Global COVID deaths near 2 million as hospitals struggle | Nutrition FIt



With the world poised to pass the 2-million-death threshold, COVID-19 outbreak situations are worsening in several parts of the world, including Peru, where intensive care unit (ICU) beds in and around Lima have almost reached capacity.

Outbreaks are gathering steam, as expected, following holiday gatherings and travel, but global health officials are bracing for an even bigger impact from the simultaneous emergence of more transmissible variants from different continents.

Yesterday during a social media chat, Mike Ryan, MD, who directs the World Health Organization (WHO) health emergencies program, warned that the second year of the pandemic could be even tougher than the first year.

UK warns of further burden on hospitals

In the United Kingdom, so far the country hit hardest by a surge partly fueled by a variant virus, cases have declined a bit from record levels, but Public Health England (PHE) Medical Director Yvonne Doyle, MD, MPH, today on Twitter warned that more people will be hospitalized in the coming weeks.

“The rate that people are being admitted to hospital is now higher than at any point during the pandemic. We are still seeing thousands of people having to go to hospital each day,” she said, warning that the trend is likely to get worse.

Though other countries in Europe are seeing new surges, French health officials say the situation there is under control, but remains fragile. Prime Minister Jean Castex today announced a nationwide 6 pm curfew, which begins tomorrow and lasts 15 days, according to France24. Most of the country is already under an 8 pm curfew, and some parts of France are already under a 6 pm curfew.

France’s schools are still open, and health officials have unveiled a mass testing plan for students and teachers.

Virus keeps health officials on edge

Peru is among the countries in the Americas where virus activity is surging again, and the country’s health system is near collapse, according to the UK-based Telegraph.

Nearly 99% of ICU beds are full in Lima and the nearby port city of Callao, an area with a population of 10 million people. Only 6 ICU beds are available in Lima, with nearly 40% of patients at one hospital on the waiting list for the ICU. Some patients are dying before they can be placed in critical care.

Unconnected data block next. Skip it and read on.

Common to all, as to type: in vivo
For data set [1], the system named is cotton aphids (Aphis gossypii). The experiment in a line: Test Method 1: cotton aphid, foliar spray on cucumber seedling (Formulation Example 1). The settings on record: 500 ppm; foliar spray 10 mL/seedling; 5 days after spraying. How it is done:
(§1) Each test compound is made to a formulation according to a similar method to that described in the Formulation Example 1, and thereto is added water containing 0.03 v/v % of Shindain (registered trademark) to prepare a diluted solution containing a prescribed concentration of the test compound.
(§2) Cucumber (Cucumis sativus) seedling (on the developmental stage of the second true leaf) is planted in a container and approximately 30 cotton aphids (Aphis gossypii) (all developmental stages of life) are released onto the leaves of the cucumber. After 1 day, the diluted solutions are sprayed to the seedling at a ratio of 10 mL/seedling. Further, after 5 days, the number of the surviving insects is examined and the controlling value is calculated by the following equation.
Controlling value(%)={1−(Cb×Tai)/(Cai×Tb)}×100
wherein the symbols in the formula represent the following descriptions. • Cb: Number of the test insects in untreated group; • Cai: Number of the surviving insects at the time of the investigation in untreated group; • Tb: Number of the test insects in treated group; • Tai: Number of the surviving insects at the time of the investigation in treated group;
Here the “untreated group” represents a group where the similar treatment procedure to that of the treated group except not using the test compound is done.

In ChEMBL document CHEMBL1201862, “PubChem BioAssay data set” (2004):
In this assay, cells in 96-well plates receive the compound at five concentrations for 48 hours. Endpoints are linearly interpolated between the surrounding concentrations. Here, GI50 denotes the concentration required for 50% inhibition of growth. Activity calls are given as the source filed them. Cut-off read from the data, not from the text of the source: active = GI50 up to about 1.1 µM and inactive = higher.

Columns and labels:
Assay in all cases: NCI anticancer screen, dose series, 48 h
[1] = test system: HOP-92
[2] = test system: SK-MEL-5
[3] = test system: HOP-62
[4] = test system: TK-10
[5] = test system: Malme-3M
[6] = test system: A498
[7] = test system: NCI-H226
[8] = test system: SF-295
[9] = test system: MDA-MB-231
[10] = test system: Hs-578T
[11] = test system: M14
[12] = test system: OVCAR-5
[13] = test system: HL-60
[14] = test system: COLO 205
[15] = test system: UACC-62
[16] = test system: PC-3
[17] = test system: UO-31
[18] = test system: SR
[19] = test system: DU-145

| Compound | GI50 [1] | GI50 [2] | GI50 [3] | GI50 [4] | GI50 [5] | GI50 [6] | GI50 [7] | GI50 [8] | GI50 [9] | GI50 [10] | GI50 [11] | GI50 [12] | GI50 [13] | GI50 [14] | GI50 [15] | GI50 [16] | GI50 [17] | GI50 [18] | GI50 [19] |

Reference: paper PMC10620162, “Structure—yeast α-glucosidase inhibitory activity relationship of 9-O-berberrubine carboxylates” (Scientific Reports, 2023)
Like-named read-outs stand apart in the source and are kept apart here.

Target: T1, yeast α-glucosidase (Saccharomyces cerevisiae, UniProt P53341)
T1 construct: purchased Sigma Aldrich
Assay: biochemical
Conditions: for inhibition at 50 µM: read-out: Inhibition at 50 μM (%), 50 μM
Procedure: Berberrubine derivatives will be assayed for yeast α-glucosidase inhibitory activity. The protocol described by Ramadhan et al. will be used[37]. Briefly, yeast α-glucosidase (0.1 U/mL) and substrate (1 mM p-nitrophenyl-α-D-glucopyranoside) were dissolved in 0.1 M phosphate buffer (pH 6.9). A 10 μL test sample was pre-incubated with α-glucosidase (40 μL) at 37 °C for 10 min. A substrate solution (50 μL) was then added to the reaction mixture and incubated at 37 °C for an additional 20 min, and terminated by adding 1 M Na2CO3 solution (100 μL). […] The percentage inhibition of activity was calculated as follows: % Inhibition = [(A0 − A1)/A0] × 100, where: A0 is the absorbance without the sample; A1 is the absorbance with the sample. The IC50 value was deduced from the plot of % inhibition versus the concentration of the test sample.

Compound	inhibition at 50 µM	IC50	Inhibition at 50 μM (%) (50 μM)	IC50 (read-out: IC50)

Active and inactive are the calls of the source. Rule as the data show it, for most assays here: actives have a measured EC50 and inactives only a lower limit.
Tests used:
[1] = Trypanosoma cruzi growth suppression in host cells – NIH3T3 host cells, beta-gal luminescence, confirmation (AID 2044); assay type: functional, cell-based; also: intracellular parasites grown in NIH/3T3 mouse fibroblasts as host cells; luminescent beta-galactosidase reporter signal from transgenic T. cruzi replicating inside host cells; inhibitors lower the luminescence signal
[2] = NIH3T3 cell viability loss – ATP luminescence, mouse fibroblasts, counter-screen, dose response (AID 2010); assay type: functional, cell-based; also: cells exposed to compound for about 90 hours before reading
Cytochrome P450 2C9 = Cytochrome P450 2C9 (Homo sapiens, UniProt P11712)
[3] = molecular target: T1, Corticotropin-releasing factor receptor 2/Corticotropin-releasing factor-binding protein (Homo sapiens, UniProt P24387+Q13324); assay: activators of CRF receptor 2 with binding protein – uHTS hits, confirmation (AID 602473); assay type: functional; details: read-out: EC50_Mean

According to the report, hospitals in several parts of the country are already overflowing, and the country is challenged by a low proportion of ICU beds per population and a scarce supply of ventilators.

Health officials told the Telegraph that large political protests in November are likely driving the latest surge. The latest updates from the WHO and its Pan American Health Organization said the Americas is currently the world’s biggest epicenter, with cases rising in nearly all of the region’s countries.

In another Americas development, a technical report from Brazil’s Fiocruz Institute, translated and posted by Avian Flu Diary (AFD), said the B1128 variant detected recently in Amazonas state likely emerged sometime between December and January, and they note that variants emerging in different parts of the world bearing similar mutation patterns suggest similar evolutionary pressure during the process of infecting millions of people. AFD is an infectious disease news blog.

Brazil is grappling with surges in parts of the country, including Amazonas state, where hospitals in the capital city of Manaus are running out of oxygen, according to Reuters.

In China, where the pandemic began and where health officials have successfully battled the virus to date, more local cases were reported in two provinces—Hebei and Heilongjiang—where a few cities are on lockdown or are sealed off. The country’s National Health Commission reported its first COVID-19 death in about 8 months, which involves a Hebei province resident. Of 138 new cases, 124 are local, all from Hebei province, which surrounds Beijing, and Heilongjiang province in the far northeast near the border with Russia.

In other global headlines:

  • The WHO joint mission to explore the zoonotic source of SARS-CoV-2 arrived in Wuhan, China, but two members of the country were delayed in Singapore after antibody tests in their home countries were positive for past exposure to the virus, according to the Washington Post.
  • PHE yesterday published a report on its website that suggests protection from COVID-19 infection lasts at least 5 months, though people may still carry and transmit the virus. The findings are based on regular testing since June in health workers. They emphasized that conclusions should be drawn for antibody and other immune response from vaccination.
  • The global death toll from the virus closed in on 2 million today and is at 1,986,398. The illness number has risen to 92,770,898, according to the Johns Hopkins online dashboard.


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